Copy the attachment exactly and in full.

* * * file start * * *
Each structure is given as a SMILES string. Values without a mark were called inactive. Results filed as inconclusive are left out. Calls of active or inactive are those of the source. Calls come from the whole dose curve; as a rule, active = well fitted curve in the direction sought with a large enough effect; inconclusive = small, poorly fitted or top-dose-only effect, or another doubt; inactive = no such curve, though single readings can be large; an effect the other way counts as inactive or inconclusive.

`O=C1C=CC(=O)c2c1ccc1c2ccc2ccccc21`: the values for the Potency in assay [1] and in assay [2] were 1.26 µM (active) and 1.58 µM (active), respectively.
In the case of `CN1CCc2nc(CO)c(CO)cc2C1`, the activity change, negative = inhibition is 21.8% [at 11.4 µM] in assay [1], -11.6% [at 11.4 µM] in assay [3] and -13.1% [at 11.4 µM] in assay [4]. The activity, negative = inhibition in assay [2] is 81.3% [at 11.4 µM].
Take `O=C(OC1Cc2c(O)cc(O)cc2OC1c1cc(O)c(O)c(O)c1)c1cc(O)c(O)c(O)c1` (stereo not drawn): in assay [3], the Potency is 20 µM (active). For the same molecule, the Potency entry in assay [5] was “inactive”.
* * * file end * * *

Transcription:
Each structure is given as a SMILES string. Values without a mark were called inactive. Results filed as inconclusive are left out. Calls of active or inactive are those of the source. Calls come from the whole dose curve; as a rule, active = well fitted curve in the direction sought with a large enough effect; inconclusive = small, poorly fitted or top-dose-only effect, or another doubt; inactive = no such curve, though single readings can be large; an effect the other way counts as inactive or inconclusive.

`O=C1C=CC(=O)c2c1ccc1c2ccc2ccccc21`: the values for the Potency in assay [1] and in assay [2] were 1.26 µM (active) and 1.58 µM (active), respectively.
In the case of `CN1CCc2nc(CO)c(CO)cc2C1`, the activity change, negative = inhibition is 21.8% [at 11.4 µM] in assay [1], -11.6% [at 11.4 µM] in assay [3] and -13.1% [at 11.4 µM] in assay [4]. The activity, negative = inhibition in assay [2] is 81.3% [at 11.4 µM].
Take `O=C(OC1Cc2c(O)cc(O)cc2OC1c1cc(O)c(O)c(O)c1)c1cc(O)c(O)c(O)c1` (stereo not drawn): in assay [3], the Potency is 20 µM (active). For the same molecule, the Potency entry in assay [5] was “inactive”.